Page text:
Seeing the Giraffe Women is quite the awesome experience. The Padaung are part of the Karenni ethnic group, one of the Tibeto-Burman ethnic minorities. They consist of approximately 7,000 members. Women have a coiled brass ornaments around their neck which dangerously separates the cervical vertebrae and this happens from the age of 5.
This time we went from Phang Nga Bay and sailed through its channels to arrive at the floating village of Koh Panyee. The people of Koh Ko Panyee or Panyi are actually from a settlement which is a provision of the confluence of two Klongs (channels) artificially constructed by people arriving from Muslim Indonesia. These people came here 200 years ago and at that time, they discovered the marine life that excisted and so dedicated themselves to fishing. Over time this village has become a tourist destination in Phang Nga Bay with the famous Koh Tapu Island (James Bond). The platform was built on and secured by huge piles with restaurants and a market inside. At the docks we find homemade small fish farms where you see a variety of fish which are bred to be sold to other parts of the bay and to the south. Tourists have also become a source of income with which to cover the rest of today's needs as fishing alone is not enough to keep this settlement. Ultimately though, the fishing, not the tourism is what allows it to retain its essence because it offers tour packages that the big ones don't. Currently it is only in the local tours but not as luxurious offer a better view of the country and the everyday lives of the citizens.
The village of Phitsanulok is about 60 kilometers southeast of Sukhothai and less than 400 kilometers from Bangkok. It is the capital and dates from around the year 1400. It played a role in history because it is where one of the most important Thai kings, King Naresuan who was in charge of freeing the country from Burmese occupation in the 16th century. It became the capital during the reign of King Boromma Trailokanat. Phitsanulok Province covers more than 10000 square kilometers and has a population of more than 90,000 people. Like many provinces of Thailand it was a point for the Angkor empire at its peak. In the province are major institutions such as a university and a base of the Royal Thai Army. This province is particularly rainy during the rain seasons but has dry but humid climate. There are mountain areas, it is in a flat area with tiny hills. The city of Phitsanulok is crossed by the Rio Nan and you can find many houseboats and it has about 12 Theravada Buddhist temples.You will also find some of the country's biggest Buddhas as Wat Yai where the Phra Buddha Chinnarat, highly revered figure in Thailand. A city with a wall that in its time served as protection for visitors. We also find a chedi and the ruins of what was left after a fire in the 50s. This city has a night market and during the year many festivals in honor of Buddha, There is an airport and train station so access to this area is assured. An interesting city than it would have to take a look if we have time. Greetings.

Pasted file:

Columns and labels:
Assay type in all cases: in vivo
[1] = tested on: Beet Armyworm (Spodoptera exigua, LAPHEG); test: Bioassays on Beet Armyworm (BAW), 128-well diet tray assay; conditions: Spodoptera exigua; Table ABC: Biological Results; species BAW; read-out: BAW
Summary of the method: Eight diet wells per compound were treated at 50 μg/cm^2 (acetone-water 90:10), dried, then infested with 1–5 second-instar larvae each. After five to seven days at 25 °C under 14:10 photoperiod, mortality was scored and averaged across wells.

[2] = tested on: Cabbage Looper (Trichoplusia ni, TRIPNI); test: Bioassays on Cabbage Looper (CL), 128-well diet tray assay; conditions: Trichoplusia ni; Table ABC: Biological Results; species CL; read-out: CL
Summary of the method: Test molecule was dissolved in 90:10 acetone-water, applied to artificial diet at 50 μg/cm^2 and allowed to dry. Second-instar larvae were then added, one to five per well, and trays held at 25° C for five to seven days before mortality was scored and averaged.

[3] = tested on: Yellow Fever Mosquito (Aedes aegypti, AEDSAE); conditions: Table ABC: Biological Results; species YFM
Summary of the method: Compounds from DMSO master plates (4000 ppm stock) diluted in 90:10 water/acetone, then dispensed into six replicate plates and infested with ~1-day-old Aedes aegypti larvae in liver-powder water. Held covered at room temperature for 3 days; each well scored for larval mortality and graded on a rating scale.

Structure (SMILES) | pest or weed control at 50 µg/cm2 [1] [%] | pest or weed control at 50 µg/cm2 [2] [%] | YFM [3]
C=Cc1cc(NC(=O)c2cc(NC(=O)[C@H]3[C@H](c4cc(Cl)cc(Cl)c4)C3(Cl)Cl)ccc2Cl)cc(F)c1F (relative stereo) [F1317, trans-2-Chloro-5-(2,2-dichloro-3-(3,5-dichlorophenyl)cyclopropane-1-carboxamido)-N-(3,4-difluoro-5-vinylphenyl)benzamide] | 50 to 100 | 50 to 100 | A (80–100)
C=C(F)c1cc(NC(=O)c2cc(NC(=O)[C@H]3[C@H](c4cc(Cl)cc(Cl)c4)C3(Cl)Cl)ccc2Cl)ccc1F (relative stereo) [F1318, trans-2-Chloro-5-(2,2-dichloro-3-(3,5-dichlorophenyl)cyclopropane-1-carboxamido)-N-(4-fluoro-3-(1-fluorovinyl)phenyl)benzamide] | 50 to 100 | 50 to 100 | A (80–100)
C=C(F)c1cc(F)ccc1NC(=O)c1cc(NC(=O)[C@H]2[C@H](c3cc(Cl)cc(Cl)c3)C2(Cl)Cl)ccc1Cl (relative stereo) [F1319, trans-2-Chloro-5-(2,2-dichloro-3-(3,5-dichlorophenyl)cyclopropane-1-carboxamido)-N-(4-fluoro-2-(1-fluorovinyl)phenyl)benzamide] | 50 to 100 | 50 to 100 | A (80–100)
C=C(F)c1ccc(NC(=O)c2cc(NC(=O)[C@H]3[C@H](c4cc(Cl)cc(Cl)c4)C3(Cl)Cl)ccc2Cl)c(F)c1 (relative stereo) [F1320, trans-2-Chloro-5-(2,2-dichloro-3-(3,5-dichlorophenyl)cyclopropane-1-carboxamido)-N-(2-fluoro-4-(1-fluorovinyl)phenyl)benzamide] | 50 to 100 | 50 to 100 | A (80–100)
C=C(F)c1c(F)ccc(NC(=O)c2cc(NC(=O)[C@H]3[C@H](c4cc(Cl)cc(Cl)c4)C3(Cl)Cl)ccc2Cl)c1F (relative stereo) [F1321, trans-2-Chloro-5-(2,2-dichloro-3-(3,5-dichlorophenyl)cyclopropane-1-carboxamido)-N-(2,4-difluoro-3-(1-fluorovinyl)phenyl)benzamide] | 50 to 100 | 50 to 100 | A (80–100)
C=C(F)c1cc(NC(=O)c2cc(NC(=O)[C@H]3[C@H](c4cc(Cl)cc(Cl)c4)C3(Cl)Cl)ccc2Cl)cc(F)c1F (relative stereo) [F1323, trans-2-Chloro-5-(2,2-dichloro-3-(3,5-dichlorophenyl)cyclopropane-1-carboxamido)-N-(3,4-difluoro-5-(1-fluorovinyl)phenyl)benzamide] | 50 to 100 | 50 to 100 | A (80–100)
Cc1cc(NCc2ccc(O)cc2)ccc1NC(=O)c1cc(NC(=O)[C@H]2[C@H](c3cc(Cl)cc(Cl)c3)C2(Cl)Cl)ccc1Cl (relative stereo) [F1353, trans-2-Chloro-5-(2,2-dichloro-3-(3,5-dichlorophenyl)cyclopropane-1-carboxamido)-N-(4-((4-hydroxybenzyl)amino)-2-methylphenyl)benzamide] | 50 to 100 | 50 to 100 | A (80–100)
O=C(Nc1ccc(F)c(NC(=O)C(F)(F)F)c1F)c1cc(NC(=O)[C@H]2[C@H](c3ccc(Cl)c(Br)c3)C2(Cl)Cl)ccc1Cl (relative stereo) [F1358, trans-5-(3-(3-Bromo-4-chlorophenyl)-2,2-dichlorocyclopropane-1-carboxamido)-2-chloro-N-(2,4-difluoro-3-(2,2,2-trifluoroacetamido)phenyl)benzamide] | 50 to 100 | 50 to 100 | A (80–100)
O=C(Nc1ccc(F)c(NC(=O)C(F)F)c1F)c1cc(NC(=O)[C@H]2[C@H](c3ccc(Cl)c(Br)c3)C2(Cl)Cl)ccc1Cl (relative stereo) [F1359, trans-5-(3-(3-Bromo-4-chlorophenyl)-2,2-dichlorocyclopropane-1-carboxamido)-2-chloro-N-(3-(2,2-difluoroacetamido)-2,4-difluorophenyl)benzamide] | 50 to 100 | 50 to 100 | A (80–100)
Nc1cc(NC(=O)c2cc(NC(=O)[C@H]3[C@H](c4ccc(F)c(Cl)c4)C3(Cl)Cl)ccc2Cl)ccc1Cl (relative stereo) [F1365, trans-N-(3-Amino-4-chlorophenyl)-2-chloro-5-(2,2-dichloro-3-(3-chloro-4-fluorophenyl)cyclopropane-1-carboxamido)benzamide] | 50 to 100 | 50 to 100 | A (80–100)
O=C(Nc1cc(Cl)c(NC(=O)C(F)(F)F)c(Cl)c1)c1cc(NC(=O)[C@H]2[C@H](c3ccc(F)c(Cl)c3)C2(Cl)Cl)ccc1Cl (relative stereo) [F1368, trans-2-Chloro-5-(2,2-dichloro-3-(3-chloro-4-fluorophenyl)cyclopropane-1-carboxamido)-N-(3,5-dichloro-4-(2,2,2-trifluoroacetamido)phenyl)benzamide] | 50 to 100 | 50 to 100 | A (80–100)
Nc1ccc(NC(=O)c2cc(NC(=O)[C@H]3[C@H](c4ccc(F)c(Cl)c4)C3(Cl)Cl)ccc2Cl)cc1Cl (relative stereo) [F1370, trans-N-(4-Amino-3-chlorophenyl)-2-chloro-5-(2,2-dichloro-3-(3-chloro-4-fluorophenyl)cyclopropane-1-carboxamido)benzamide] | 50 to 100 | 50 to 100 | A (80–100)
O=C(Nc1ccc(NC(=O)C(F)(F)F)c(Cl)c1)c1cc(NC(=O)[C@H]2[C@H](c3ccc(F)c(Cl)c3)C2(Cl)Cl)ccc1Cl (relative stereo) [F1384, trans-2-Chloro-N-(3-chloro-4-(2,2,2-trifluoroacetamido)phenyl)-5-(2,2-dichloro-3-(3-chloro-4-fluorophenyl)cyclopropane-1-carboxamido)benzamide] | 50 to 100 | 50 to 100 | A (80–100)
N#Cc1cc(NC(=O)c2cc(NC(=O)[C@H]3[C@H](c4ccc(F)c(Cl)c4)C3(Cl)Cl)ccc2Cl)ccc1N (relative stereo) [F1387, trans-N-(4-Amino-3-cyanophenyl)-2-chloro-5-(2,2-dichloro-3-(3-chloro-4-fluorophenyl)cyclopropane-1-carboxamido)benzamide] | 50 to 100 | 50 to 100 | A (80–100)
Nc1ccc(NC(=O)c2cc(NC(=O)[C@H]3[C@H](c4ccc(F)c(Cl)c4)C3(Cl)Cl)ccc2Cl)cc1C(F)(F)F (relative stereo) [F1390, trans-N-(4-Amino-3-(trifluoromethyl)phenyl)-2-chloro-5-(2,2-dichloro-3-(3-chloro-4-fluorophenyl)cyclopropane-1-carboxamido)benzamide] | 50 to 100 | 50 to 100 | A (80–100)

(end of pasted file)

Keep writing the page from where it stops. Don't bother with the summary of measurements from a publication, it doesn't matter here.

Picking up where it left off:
Washed by the River Mekong, the small town of Nong Khai is a must if you want to cross the border into Laos or if you came there from Thailand. I had just thought of making a stopover before crossing into Vientiane, but its atmosphere caught my attention for several days. There are several Buddhist temples along the river, beside which they have built a modern walkway full of typical restaurants with terraces. It's a nice little town to walk around or take a bike ride, waving at the orange-robed monks or simply being hypnotized by the river.
All the charm of a lost Siamese villages. When I arrived I found only one person who spoke English, who was able to show me where to find the pension. A place full of simple people, whose central activity is a small alley that extend the market. Parks for walking in, small canals, crops, livestock, and in the center, the main tourist attraction: a temple from the time of the Khmer Empire.
Ban Thap Krit is a small village near the town of Nakhon Sawan. Its life revolves around the river and wetlands. Obviously water provides a livelihood such as farming. How could it be otherwise? The most important crop of this village is rice and it can be seen around the humble houses made of wood. The large fields are sometimes lost on the horizon. It is located in a flat area 23 meters above sea level. The population within 7 kilometers is around 17,000. The village is located about 170 kilometers north of Bangkok. You can reach it by train if you are heading to major cities such as Sukhothai, Chiang Mai and Chiang Rai, etc.. It's small town, not in the guide books, where you can get an idea of everyday life of the Thai people. Greetings.